Fledgling American Robin

 

American Robins are not a large, powerful bird so they have many predators. Dogs, cats, hawks, and snakes are just a few. Fledglings are an easy meal for predators which is why few survive to their second year. Nest predation is common by Ravens and Crows. Cowbirds will lay their eggs in Robins nests, but the parent Robins reject them upon discovery recognizing them as different eggs from their own. Robins used to be hunted for meat before the Migratory Bird Act, but that is now an illegal action. Robins are so wide-spread and numerous that their conservation status is currently “Least Concern”.

Robins have been a much-loved bird by all of us for many years; its spirited personality, bright red breast, and cheery song make it stand out from other birds. A Robins song is the first thing you hear in the morning and the last thing you hear at night in the early summer. They are very talkative: serenading the ladies, warning each other of danger, calling to chicks and their mates, and talking quietly to themselves. Many stories, folktales, legends, and myths revolve around the Robin, including stories about how it first came to possess its red breast. One story based off of an old Irish Folk tale is told as follows:

HOW THE ROBIN GOT HIS RED BREAST.

Many years ago, late in the year, a cruel wind brought biting cold weather; making the night more bitter for a father and son who had travelled far, and still had farther to go. They sought a cottage, a barn, or even a tree – anyplace they could seek shelter. But there was nothing to be seen or found, except for a bush, and at last the father built a fire and told his son to try and sleep a little.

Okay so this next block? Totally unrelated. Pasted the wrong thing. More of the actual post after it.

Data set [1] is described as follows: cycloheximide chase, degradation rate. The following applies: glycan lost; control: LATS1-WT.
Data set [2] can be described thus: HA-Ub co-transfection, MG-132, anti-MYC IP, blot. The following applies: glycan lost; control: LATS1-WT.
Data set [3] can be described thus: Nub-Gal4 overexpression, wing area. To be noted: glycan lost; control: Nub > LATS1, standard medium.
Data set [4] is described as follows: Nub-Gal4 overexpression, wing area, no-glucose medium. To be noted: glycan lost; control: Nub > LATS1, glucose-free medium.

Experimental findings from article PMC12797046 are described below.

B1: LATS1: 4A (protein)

And when the father’s eyes began to droop he woke his son, and bid him watch the fire.

Oh how the boy tried to stay awake! But he hadn’t really slept while laying on the frozen ground and he was still exhausted from the walk. His eyes got lower. His head got lower.

The fire got lower.

So low in fact that a starving wolf began to inch nearer to the sleeping pair.

Bu there was one who was awake. There was on who saw everything from amidst the barren bush; a little bird who was as gray as the bramby wood.

The bird hopped down and began fanning the flickering embers until the flames began to lick out hungrily; nor did the little bird stop, despite the pain on his breast, until the flames were dancing with strength.

And from that day on the Robin has proudly worn a red breast.

 

American Robin On Mudflats In The Evening

Bibliography Found at This Link: Bibliography